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US Q1 budget deficit surges to record US$573b amid pandemic

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As spending remained high amid the coronavirus pandemic, the US budget deficit surged by 61 per cent in the first three months of the 2021 fiscal year, the Treasury Department said Wednesday.

[WASHINGTON] As spending remained high amid the coronavirus pandemic, the US budget deficit surged by 61 per cent in the first three months of the 2021 fiscal year, the Treasury Department said Wednesday.

Spending compared to the prior year grew by US$213 billion from October to December, driving the budget gap to US$573 billion and setting quarterly records, a senior Treasury official told reporters.

The deficit for the 2020 fiscal year exploded, jumping more than 200 per cent to an all-time high of US$3.1 trillion, which was more than double the prior record.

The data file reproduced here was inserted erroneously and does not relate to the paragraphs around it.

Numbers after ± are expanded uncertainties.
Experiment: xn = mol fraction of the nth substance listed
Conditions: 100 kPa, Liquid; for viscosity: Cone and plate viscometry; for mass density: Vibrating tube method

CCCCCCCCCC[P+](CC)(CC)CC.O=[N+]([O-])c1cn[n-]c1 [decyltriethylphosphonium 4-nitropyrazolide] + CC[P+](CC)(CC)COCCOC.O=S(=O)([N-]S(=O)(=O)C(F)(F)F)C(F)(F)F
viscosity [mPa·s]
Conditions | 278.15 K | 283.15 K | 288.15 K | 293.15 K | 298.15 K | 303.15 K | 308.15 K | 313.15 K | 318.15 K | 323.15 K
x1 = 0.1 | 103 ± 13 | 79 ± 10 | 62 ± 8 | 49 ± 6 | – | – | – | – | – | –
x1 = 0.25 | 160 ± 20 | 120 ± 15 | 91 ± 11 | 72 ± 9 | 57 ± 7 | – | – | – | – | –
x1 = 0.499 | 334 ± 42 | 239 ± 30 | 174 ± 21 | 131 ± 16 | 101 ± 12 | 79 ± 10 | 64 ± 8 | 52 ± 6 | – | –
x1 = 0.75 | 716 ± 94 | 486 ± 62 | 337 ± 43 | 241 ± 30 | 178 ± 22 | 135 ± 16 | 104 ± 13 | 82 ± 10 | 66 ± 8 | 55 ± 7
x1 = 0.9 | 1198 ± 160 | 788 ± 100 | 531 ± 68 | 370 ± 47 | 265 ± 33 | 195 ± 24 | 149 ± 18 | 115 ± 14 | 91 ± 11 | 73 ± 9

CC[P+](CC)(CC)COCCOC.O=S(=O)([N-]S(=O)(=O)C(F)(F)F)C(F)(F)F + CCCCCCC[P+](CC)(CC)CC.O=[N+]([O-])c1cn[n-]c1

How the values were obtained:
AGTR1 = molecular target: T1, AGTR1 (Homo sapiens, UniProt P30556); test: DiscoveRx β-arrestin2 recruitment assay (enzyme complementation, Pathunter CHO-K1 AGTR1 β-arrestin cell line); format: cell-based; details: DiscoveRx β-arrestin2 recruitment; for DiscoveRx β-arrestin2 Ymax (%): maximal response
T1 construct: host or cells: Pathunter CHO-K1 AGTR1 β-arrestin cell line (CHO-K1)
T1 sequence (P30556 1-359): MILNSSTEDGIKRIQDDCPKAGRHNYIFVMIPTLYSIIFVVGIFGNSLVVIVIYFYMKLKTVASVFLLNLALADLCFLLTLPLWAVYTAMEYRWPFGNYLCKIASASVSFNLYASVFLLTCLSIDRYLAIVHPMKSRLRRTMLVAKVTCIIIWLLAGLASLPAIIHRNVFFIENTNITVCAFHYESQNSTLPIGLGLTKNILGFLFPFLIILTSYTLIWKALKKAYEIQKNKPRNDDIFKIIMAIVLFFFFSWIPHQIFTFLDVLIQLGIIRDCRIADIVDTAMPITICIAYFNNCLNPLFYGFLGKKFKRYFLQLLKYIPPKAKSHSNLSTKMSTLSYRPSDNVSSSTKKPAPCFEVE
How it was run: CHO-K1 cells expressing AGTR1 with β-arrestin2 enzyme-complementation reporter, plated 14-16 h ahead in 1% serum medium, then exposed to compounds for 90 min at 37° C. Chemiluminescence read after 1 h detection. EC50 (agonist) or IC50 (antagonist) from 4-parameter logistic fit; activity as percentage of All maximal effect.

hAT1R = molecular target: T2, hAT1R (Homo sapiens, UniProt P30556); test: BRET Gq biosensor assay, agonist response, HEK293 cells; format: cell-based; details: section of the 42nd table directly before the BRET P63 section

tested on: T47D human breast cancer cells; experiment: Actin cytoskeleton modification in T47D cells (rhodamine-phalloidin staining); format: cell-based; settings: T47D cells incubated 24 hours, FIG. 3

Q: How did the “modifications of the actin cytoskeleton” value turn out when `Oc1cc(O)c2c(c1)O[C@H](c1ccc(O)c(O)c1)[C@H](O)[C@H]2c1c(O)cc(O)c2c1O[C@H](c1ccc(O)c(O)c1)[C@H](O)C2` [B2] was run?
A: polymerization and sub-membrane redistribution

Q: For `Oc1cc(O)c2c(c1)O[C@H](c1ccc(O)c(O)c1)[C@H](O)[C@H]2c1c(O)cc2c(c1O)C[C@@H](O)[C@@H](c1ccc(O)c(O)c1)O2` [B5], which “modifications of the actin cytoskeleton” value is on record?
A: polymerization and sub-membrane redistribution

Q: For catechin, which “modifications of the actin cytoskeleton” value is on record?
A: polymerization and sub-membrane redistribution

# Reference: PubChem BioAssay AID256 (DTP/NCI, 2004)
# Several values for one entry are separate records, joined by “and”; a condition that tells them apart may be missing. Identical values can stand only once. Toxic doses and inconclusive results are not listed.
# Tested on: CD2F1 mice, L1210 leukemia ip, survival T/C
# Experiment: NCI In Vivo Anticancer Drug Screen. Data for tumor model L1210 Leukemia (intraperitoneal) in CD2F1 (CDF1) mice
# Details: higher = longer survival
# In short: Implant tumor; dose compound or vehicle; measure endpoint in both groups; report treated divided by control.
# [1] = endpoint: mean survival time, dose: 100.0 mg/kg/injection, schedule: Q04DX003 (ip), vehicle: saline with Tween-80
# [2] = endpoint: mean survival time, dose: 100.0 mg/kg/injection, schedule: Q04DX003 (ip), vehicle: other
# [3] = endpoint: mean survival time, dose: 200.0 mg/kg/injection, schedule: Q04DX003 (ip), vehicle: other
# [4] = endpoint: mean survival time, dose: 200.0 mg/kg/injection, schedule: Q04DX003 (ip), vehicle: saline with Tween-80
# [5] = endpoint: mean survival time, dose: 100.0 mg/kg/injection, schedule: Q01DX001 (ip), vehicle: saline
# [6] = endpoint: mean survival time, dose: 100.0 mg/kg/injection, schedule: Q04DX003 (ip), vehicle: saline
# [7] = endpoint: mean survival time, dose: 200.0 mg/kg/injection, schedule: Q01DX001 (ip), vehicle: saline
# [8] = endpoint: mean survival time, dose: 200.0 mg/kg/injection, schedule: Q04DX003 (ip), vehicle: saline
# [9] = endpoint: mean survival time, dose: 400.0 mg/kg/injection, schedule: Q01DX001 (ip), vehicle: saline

The first quarter pace will keep the deficit well below that level in the future, but President-elect Joe Biden has pledged to push for trillions of dollars in new measures to help struggling families and boost the economy.

US government expenditures increased last year due to the mammoth programs Congress approved to help workers and businesses hit by the Covid-19 shutdowns.

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However, spending tapered later in the year as some programs lapsed while lawmakers worked to pass a new relief package, and the Treasury official said the impact of a US$900 billion measure approved December 27 will not be seen until January.

The support programmes, including the US$2.2 trillion CARES Act Congress approved in late March just as the pandemic was forcing businesses to shut down nationwide, are spread throughout various government departments.

The Labour Department saw outlays increased to US$80 billion in the quarter from just US$5 billion a year earlier due to special unemployment benefit programs.

Increased food aid for the poorest families caused Department of Agriculture expenditures to increase by US$19 billion, according to the data.

At the same time however, the cost of servicing the public debt dropped by US$28 billion to US$131 billion in the quarter amid record low interest rates, according to the monthly data.

AFP

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